Ahead of International Artist’s Day on October 25, three regionally-based artists discuss making a meaningful impact in the world through design, photography and portraiture. Here, Australian-born Turkish-Albanian photographer, Abdulla Elmaz, talks to MOJEH
Dubai-based surrealist fashion photographer and art director Abdulla Elmaz captures raw emotion in everything he creates. Setting his imagination free, Elmaz sees the world through a different lens, capturing intriguing looks and visions in every theme he explores. Born to Albanian and Turkish parents and raised in a small country town called Shepparton in the north-east of Melbourne, Australia, the 29-year-old photographer moved to Dubai recently.
Discovering a surreal world, he encourages passionate conversation through his impactful images, believing that, “where words fail, art expresses the concept of an image and speaks a thousand words.” Through art the talented photographer believes important causes can be made more accessible, showing the issue in a different light.
Elmaz’s work, with an interesting take on light, shadow, and the composition of objects, has quickly garnered popularity in the region and the world over, with him subsequently workingfor brands like Louis Vuitton and Valentino. Putting so much of himself into the images he creates, Elmaz explains, “I am proud of all my work as everything I do is very considered, from research, concept creation, direction, technical details, the other creatives I choose to work with me on set, all the way to the final selected photos.”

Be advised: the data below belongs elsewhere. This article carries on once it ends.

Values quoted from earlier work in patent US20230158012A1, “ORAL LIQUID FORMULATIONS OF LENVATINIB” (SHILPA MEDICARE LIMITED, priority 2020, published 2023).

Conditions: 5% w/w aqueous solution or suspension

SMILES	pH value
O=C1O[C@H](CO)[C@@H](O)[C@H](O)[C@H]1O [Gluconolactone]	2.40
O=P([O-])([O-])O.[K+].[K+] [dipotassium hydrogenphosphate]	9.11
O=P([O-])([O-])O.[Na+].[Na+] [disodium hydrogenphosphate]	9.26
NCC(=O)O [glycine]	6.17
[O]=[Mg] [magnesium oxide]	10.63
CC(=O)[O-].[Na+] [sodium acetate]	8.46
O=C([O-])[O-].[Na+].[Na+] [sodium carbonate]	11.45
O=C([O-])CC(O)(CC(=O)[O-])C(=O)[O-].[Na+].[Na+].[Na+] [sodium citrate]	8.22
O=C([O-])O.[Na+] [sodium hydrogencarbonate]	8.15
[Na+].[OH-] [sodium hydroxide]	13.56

On what inspires him, Elmaz says, “my work is very intimate at the core and it adapts to the current world state. I am more aware and conscious of the issues faced by humanity and this has and will undoubtedly continue to inuence my work.” It is this responsibility regarding images, ideas and thoughts that is reflected through his imaginative pieces.
Sharing how his interpretations of art respond to the world around us Elmaz reveals that a piece he is particularly proud of was created as lockdown hit. “I photographed myself on my iPhone, sending my model friend the poses and she chose her favourite and recreated it. I then put her head and hands on my body and made it looklike she was here within a set that consisted of mono bloc chairs, creating the notion of nostalgia in an image.”
Looking now to the current issues that society is facing, art is seeing a renaissance, taking people out of this world and putting them into a space where they can feel safe and see a glimpse of hope, a pattern which Elmaz has seen before. “The most horrific periods in humanity’s history were marked by a resurgence of art. People need art to find solace, strength, passion, inspiration, anything to keep their faith in a better tomorrow strong,” he says.
Seeing himself as an artist before a photographer and using art as an escape, recently in a series of images highlighting the emotions surrounding the Covid-19 lockdown, Elmaz believes he has, “the power to speak my truth about issues in the world and show them in a way that people can take and leave as they please, but will nonetheless leave an image imprinted in the viewer’s mind.”
Styling by Natalie Westernoff | Photography by Abdulla Elmaz |Hair and makeup artist: Athina Doutis | Styling assistant: Aagam Kaur
- Words by Eliza Scarborough